"There are a lot of similarities between the American market 10 years ago and Brazil's current market," Barbaresco notes. "Brazilian brewers are very attuned to what's going on in the beer world right now and they're developing at a much faster pace. American brewers like Sam Adams' Jim Koch, Brooklyn Brewery's Garrett Oliver, and Evil Twin's Jeppe Jarnit-Bjergso have gone down there to do collaboration beers, and that's helped catalyze some developments."
Definitely keep your eyes peeled for Brazilian-American collab brews from Tupiniquim and Evil Twin, Tupiniquim and Stillwater, Invicta and Sixpoint, and Walls and Brooklyn Brewery.
The next big thing? Gypsy brewing.
Bottom line: starting a brewery is a pricy endeavor no matter where you call home. In the States, tons of small brewers are breaking into the biz as gypsy brewers, meaning they brew and package their own beer using an established brewery's equipment to avoid throwing down half a million dollars for gear. The same thing is happening Brazil.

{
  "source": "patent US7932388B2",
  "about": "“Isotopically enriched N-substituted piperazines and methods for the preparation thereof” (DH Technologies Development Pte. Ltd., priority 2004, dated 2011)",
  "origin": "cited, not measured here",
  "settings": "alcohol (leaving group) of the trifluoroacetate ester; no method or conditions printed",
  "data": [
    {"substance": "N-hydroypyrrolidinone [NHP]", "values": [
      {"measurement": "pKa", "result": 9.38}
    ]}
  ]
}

"Brewing in Brazil is still very expensive, which has somewhat inhibited growth," Barbaresco explains. "Gypsy brewing is exploding as there is a much lower barrier to entry. Since these brands can focus more on art and marketing, they are creating some pretty cool labels, throwing events, and drawing attention to craft beer in general."
The breweries to watch
Enough with the chitchat, let's get to the drinking. Though most of these brands have yet to enter the US market solo, travelers to Brazil should be on the lookout for these tasty, Barbaresco-approved up-and-comers that -- fingers crossed -- could make their way to our fridges sooner than later.
"Leonardo Sewald is making bomb IPAs in Porto Alegre in the south of Brazil. Seasons was one of the first of this new wave of breweries, and the brewery has all-around good vibes and people who seem truly happy to be doing what they are doing," says Barbaresco. "He captures that spirit of a passionate and dedicated brewer who wants to make amazing, consistent beer."